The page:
Conservation: Conservation Detection Dogs

Alice Whitelaw and Tia, inspecting boats for zebra mussels in California

Alice Whitelaw and Tia, inspecting boats for zebra mussels in California

This is Passport to Texas

Most dogs like to work. And Pete Coppolillo is hiring. He is Executive Director of Working Dogs for Conservation in Bozeman, Montana. Since the mid-1990s, his organization’s trained dogs as a non-invasive alternative method for collecting data on hard to find wildlife.

05—By non-invasive, I mean we don’t have to capture them, we don’t have to handle them, we don’t even have to see them.

Then, just how are researchers using dogs?

06—So, the idea is we train a dog to find their scat, usually, which to non-biologists is a polite word for poop.

By detecting scat, the dogs help researchers determine the range, sex, and diet (among other things) of certain wildlife species. Pete said they first trained dogs to sniff out grizzly bear and wolf scat, but didn’t stop there.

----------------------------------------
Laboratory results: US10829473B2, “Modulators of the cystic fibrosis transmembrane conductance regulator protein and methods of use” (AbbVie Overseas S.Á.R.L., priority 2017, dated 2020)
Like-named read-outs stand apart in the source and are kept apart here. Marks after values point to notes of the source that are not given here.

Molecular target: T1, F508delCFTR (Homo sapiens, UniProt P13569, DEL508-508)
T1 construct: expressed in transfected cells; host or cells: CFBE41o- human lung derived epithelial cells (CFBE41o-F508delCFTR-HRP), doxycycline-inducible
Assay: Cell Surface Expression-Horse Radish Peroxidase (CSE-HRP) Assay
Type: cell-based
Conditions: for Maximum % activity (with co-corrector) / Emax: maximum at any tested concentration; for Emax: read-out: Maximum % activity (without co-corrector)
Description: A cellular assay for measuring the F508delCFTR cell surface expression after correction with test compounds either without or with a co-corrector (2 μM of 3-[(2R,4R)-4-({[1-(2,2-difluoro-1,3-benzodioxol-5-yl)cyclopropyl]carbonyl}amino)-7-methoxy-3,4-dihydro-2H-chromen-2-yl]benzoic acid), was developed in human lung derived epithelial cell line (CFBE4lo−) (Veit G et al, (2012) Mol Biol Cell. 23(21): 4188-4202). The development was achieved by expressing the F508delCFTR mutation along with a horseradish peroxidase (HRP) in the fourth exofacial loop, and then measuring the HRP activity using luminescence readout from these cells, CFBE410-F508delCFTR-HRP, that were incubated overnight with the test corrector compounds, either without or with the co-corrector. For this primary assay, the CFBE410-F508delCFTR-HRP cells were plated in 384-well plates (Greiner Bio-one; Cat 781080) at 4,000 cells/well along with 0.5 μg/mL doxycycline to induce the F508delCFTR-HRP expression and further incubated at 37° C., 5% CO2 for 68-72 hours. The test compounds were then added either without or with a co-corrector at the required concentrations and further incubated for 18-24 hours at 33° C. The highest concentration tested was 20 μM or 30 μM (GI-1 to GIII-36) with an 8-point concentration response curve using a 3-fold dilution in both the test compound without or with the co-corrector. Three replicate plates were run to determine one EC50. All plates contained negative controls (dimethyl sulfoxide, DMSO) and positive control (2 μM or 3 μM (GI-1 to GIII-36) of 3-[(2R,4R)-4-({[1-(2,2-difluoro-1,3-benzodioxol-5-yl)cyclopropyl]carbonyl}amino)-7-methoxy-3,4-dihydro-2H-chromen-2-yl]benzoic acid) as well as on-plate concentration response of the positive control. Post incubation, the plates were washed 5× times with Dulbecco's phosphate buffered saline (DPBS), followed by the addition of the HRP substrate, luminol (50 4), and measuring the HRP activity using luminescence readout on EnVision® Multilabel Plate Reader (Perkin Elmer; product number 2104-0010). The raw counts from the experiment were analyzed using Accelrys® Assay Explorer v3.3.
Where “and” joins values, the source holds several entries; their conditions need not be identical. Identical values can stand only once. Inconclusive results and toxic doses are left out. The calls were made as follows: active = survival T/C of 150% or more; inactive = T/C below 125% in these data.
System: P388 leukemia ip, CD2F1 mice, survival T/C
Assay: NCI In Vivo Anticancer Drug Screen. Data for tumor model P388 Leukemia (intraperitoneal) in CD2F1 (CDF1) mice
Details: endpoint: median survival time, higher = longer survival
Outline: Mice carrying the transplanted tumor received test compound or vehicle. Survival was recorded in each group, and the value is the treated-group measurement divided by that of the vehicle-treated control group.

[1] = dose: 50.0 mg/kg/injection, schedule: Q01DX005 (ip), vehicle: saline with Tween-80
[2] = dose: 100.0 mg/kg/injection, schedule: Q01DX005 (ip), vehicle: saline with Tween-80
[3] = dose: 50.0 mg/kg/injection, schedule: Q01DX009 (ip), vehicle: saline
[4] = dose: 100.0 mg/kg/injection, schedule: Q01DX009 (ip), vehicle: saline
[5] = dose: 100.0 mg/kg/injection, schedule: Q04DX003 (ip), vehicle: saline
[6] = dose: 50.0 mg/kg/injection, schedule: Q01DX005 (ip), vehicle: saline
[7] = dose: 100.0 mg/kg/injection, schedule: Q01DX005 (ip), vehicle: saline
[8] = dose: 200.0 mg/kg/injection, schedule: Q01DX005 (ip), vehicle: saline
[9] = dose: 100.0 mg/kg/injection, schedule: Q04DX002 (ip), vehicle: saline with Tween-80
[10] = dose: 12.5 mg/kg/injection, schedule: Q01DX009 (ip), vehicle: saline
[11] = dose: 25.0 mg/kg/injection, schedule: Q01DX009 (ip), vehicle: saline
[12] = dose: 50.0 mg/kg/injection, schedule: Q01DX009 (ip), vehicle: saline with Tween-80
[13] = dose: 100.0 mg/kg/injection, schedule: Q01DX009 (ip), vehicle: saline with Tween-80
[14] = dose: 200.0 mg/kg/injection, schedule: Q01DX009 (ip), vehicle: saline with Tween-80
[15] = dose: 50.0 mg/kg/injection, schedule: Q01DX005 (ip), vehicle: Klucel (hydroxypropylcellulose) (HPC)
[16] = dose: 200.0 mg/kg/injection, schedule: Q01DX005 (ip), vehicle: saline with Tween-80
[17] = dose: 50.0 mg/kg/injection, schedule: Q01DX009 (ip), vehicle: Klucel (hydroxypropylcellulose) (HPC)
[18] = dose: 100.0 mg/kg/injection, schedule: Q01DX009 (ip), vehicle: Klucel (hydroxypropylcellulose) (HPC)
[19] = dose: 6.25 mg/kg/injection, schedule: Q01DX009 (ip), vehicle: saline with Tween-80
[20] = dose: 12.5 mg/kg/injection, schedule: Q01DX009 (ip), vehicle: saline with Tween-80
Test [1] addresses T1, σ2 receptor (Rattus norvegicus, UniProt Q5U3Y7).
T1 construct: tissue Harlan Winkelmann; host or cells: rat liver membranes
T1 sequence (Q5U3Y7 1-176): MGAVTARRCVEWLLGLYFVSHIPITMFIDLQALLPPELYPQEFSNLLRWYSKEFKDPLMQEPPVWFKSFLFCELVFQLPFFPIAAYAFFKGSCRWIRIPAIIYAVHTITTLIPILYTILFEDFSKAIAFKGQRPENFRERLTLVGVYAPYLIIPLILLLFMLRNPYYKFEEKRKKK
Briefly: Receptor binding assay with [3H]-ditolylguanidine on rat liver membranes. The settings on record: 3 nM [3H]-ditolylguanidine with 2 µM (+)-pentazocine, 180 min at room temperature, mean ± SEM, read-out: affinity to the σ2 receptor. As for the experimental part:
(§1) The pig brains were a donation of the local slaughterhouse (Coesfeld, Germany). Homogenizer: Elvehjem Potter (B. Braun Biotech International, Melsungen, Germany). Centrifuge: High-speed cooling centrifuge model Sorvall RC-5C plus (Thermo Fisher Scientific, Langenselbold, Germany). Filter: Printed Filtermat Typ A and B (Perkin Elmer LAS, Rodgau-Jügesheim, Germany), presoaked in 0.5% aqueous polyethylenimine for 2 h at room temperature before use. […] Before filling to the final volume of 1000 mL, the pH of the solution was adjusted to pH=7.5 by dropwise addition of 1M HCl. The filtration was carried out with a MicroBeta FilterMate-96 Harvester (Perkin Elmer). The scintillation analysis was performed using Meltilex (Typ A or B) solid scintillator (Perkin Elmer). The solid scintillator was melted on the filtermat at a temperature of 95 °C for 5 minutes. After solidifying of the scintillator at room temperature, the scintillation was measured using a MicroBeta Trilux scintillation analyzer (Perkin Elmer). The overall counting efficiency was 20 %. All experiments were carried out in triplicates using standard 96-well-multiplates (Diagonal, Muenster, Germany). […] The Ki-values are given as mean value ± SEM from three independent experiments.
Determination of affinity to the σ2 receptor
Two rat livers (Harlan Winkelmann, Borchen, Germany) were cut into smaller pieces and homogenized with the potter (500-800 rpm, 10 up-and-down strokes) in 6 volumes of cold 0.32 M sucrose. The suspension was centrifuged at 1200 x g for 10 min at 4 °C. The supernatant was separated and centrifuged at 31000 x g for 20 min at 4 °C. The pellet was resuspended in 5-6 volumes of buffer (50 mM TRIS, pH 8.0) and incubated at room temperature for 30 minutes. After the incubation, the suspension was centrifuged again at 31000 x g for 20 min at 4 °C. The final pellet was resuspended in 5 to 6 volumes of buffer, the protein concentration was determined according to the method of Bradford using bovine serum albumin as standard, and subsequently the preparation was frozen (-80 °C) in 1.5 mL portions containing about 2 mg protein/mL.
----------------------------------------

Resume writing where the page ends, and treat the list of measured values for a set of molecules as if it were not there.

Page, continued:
28—Dogs can do everything from scat to live animal work to invasive weeds. Even invertebrates, like Emerald Ash Borer; they can find their larvae or their eggs. And, [we] even [use the dogs to detect] aquatic invasives like zebra and quagga mussels – to inspect boats. Because, the mussels can be in cracks, or inside, where a visual inspection can’t see them. Or the dogs can even detect the veligers, which are microscopic larvae that we can’t see.

Not all dogs are suited to this work. Learn more about these dogs at Working Dogs for Conservation.

More on that tomorrow. The Wildlife and Sport Fish Restoration program supports our series and funds diverse conservation projects in Texas.

For Texas Parks and Wildlife…I’m Cecilia Nasti.

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